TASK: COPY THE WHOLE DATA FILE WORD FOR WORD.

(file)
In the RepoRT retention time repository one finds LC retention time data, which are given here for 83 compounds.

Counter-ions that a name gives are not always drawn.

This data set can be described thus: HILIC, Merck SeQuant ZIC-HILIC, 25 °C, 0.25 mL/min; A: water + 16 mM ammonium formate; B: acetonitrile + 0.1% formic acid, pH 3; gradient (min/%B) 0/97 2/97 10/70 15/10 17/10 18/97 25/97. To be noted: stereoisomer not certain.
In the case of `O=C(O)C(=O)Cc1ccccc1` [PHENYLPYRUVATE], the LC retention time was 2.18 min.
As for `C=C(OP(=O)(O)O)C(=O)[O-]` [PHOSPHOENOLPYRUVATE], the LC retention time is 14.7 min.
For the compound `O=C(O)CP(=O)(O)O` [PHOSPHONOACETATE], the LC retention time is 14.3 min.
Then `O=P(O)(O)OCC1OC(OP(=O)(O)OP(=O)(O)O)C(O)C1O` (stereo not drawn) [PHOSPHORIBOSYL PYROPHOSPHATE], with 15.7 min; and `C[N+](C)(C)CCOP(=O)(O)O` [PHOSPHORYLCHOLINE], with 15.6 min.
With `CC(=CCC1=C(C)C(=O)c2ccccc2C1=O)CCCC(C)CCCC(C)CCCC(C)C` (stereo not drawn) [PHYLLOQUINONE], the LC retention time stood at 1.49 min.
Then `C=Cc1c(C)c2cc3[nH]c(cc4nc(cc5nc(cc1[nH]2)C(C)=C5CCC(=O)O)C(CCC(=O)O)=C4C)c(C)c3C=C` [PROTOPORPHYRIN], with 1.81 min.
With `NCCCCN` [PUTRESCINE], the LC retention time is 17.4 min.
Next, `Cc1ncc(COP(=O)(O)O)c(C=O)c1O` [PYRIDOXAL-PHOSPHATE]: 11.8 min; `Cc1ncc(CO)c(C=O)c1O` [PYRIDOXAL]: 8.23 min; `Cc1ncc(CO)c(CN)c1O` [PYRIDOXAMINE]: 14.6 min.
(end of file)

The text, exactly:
In the RepoRT retention time repository one finds LC retention time data, which are given here for 83 compounds.

Counter-ions that a name gives are not always drawn.

This data set can be described thus: HILIC, Merck SeQuant ZIC-HILIC, 25 °C, 0.25 mL/min; A: water + 16 mM ammonium formate; B: acetonitrile + 0.1% formic acid, pH 3; gradient (min/%B) 0/97 2/97 10/70 15/10 17/10 18/97 25/97. To be noted: stereoisomer not certain.
In the case of `O=C(O)C(=O)Cc1ccccc1` [PHENYLPYRUVATE], the LC retention time was 2.18 min.
As for `C=C(OP(=O)(O)O)C(=O)[O-]` [PHOSPHOENOLPYRUVATE], the LC retention time is 14.7 min.
For the compound `O=C(O)CP(=O)(O)O` [PHOSPHONOACETATE], the LC retention time is 14.3 min.
Then `O=P(O)(O)OCC1OC(OP(=O)(O)OP(=O)(O)O)C(O)C1O` (stereo not drawn) [PHOSPHORIBOSYL PYROPHOSPHATE], with 15.7 min; and `C[N+](C)(C)CCOP(=O)(O)O` [PHOSPHORYLCHOLINE], with 15.6 min.
With `CC(=CCC1=C(C)C(=O)c2ccccc2C1=O)CCCC(C)CCCC(C)CCCC(C)C` (stereo not drawn) [PHYLLOQUINONE], the LC retention time stood at 1.49 min.
Then `C=Cc1c(C)c2cc3[nH]c(cc4nc(cc5nc(cc1[nH]2)C(C)=C5CCC(=O)O)C(CCC(=O)O)=C4C)c(C)c3C=C` [PROTOPORPHYRIN], with 1.81 min.
With `NCCCCN` [PUTRESCINE], the LC retention time is 17.4 min.
Next, `Cc1ncc(COP(=O)(O)O)c(C=O)c1O` [PYRIDOXAL-PHOSPHATE]: 11.8 min; `Cc1ncc(CO)c(C=O)c1O` [PYRIDOXAL]: 8.23 min; `Cc1ncc(CO)c(CN)c1O` [PYRIDOXAMINE]: 14.6 min.